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COVID-19 in Quebec: With long-term care homes still short-staffed, premier asks Ottawa for 1,000 soldiers

Despite Premier François Legault’s assurances the situation is beginning to stabilize, health-care workers in the province’s long-term care homes say there is still a lack of protective equipment, and safety measures are being disregarded because of staffing issues.

About 1.6 per cent of health care workers in Quebec — as many as 4,000 — are sick with COVID-19, according to Health Minister Danielle McCann. In Montreal, however, that number is closer to three per cent.

Orderlies and cleaning staff are about twice as likely to catch the virus than nurses, according to Jeff Begley, president of the health and social services federation of the CSN union.

“That’s not surprising because the hot spots are in long-term care centres, and the staff that are on the day-to-day front lines are majority this type of worker,” Begley said.

McCann has said equipment shortages should no longer be an issue in the residences, but Begley says some employees are having to reuse single-use masks and wear them longer than they normally should.

On Tuesday, the number of positive cases in long-term care homes, known in the province as CHSLDs, as well as private seniors’ residences, rose by nine per cent in 24 hours to 4,399 people infected.

The number of residences considered to be in a “critical situation” has nearly doubled in the past week, going from 41 to 80.

In all, approximately 850 of the 1,041 people who have died from COVID-19 in Quebec were residents of CHSLDs or seniors’ homes.

The rising death toll inside the homes puts the province on pace to surpass the most optimistic scenario of 1,263 by April 30, which was presented by public health experts earlier this month.

The home with the highest number of cases as of Wednesday morning is CHSLD Laurendeau, which has 169 cases and 49 deaths. At least 67 people have died at the the CHSLD Sainte-Dorothée in Laval, where there are 158 cases, the equivalent of 82 per cent of its capacity.

The official count has also risen to 33 at the Herron, a privately-owned CHSLD in Dorval. There are 73 positive COVID-19 cases at the residence.

Sacré-Coeur Hospital dealing with outbreak

While long-term care homes bear the brunt of the epidemic in Quebec, hospitals haven’t yet seen as high a load of cases as feared.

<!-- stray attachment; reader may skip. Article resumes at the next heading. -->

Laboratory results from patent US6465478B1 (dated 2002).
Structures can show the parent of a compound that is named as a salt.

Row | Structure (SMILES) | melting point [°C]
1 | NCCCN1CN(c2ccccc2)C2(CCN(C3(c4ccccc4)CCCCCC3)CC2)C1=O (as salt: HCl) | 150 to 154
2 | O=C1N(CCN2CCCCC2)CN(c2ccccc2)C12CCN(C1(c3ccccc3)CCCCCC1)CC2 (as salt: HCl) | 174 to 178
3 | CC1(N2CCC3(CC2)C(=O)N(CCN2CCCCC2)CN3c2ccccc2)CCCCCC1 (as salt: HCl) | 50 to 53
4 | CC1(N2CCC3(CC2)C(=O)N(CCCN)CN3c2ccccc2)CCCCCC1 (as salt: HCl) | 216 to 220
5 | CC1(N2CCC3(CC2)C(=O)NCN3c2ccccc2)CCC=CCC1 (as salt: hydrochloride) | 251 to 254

Legault said Tuesday operating rooms could soon open at half capacity to take on surgeries that had been delayed to free up equipment and staff.

The announcement was accompanied with confusion as for days he had been begging medical specialists, such as surgeons, to help out in CHSLDs.

The federation representing the specialists wrote a letter to the premier saying many of those who had volunteered haven’t yet been called back.

But another Montreal hospital is in the grips of a coronavirus outbreak.

Five wards on four different floors at Montreal’s Sacré-Cœur hospital are affected, and close to 120 patients have tested positive.

Cancer patients and others with already weakened immune systems are among them.

Health-care workers say small, shared rooms with no possibility of physical distancing have contributed to the spread of the novel coronavirus.

A bit of levity

Things feel a little bleak. But people are finding ways to bring joy to themselves and others. This Trois-Rivières family is using some of their time at home to show off their moves — on TikTok.

The three Haley-Guimond sisters have even enlisted their parents.

Quebec City couple Evelyne Paré and Simon Blanchet have garnered attention with their method of passing the time.

Paré and Blanchet made a stop-motion video that used nearly 5,000 pieces of Lego to pay tribute to the province’s health-care and other essential workers.

The result is a film that runs just under two minutes, starring Quebec Public Health Director Horacio Arruda, Health Minister Danielle McCann and Premier François Legault, a.k.a. François Lego.

CBC

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